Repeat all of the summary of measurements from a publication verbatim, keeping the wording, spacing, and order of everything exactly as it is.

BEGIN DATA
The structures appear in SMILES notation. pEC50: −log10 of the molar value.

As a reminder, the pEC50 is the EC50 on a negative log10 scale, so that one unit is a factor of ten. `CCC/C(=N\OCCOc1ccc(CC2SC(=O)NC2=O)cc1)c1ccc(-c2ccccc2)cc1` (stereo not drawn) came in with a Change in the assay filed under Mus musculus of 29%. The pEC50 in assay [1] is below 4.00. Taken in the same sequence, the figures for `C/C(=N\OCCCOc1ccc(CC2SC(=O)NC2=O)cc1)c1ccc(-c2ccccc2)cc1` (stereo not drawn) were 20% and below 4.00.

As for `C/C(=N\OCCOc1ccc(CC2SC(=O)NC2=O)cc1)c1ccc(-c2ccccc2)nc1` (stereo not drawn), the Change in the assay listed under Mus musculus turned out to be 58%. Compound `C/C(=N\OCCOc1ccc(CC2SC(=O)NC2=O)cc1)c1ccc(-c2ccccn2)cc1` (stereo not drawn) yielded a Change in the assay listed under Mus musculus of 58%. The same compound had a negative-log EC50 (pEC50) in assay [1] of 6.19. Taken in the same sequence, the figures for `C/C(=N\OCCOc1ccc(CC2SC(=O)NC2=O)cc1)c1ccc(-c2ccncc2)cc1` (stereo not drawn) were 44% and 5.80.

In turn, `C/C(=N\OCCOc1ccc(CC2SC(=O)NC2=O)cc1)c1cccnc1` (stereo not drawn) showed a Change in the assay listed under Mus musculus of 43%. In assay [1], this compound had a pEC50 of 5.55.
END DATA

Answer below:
The structures appear in SMILES notation. pEC50: −log10 of the molar value.

As a reminder, the pEC50 is the EC50 on a negative log10 scale, so that one unit is a factor of ten. `CCC/C(=N\OCCOc1ccc(CC2SC(=O)NC2=O)cc1)c1ccc(-c2ccccc2)cc1` (stereo not drawn) came in with a Change in the assay filed under Mus musculus of 29%. The pEC50 in assay [1] is below 4.00. Taken in the same sequence, the figures for `C/C(=N\OCCCOc1ccc(CC2SC(=O)NC2=O)cc1)c1ccc(-c2ccccc2)cc1` (stereo not drawn) were 20% and below 4.00.

As for `C/C(=N\OCCOc1ccc(CC2SC(=O)NC2=O)cc1)c1ccc(-c2ccccc2)nc1` (stereo not drawn), the Change in the assay listed under Mus musculus turned out to be 58%. Compound `C/C(=N\OCCOc1ccc(CC2SC(=O)NC2=O)cc1)c1ccc(-c2ccccn2)cc1` (stereo not drawn) yielded a Change in the assay listed under Mus musculus of 58%. The same compound had a negative-log EC50 (pEC50) in assay [1] of 6.19. Taken in the same sequence, the figures for `C/C(=N\OCCOc1ccc(CC2SC(=O)NC2=O)cc1)c1ccc(-c2ccncc2)cc1` (stereo not drawn) were 44% and 5.80.

In turn, `C/C(=N\OCCOc1ccc(CC2SC(=O)NC2=O)cc1)c1cccnc1` (stereo not drawn) showed a Change in the assay listed under Mus musculus of 43%. In assay [1], this compound had a pEC50 of 5.55.